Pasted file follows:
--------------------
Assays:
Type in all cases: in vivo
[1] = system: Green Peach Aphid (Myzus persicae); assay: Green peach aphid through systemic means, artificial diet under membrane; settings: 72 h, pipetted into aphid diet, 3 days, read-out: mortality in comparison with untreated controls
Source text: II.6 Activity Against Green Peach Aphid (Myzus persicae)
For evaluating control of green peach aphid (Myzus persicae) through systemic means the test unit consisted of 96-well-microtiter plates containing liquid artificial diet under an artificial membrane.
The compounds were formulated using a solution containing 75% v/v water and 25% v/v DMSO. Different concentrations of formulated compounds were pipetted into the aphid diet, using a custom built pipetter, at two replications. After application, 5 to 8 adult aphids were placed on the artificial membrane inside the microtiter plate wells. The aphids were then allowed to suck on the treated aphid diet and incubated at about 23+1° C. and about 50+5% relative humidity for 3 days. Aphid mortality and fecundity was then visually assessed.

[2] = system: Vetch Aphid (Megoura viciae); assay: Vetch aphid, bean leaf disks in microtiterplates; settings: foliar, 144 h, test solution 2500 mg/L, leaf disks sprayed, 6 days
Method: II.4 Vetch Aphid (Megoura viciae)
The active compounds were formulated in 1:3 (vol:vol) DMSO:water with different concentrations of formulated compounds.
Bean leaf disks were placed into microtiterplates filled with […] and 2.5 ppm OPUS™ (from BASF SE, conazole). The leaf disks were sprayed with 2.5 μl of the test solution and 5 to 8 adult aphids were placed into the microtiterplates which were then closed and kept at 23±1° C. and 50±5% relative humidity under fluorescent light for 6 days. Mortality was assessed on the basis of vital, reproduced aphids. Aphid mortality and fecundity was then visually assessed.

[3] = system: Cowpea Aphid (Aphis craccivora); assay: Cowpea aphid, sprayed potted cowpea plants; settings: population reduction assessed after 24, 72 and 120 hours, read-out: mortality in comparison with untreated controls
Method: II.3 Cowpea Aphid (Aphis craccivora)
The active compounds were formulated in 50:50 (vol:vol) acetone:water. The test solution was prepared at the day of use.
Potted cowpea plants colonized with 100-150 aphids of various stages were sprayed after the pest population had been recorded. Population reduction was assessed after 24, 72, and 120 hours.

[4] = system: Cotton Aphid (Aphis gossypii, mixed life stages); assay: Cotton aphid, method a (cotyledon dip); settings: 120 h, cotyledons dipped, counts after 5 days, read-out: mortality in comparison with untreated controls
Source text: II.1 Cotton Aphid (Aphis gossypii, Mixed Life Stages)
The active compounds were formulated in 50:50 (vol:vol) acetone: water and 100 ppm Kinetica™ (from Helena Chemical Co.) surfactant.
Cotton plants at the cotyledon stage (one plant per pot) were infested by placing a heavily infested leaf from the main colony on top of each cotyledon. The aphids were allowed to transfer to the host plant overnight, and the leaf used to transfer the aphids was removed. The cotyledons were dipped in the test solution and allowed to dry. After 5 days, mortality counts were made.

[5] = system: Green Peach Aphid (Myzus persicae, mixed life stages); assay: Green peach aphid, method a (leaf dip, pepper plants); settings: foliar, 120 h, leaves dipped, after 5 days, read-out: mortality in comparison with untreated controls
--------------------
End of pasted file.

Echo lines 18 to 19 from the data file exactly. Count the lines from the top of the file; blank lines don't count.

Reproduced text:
Cotton plants at the cotyledon stage (one plant per pot) were infested by placing a heavily infested leaf from the main colony on top of each cotyledon. The aphids were allowed to transfer to the host plant overnight, and the leaf used to transfer the aphids was removed. The cotyledons were dipped in the test solution and allowed to dry. After 5 days, mortality counts were made.

[5] = system: Green Peach Aphid (Myzus persicae, mixed life stages); assay: Green peach aphid, method a (leaf dip, pepper plants); settings: foliar, 120 h, leaves dipped, after 5 days, read-out: mortality in comparison with untreated controls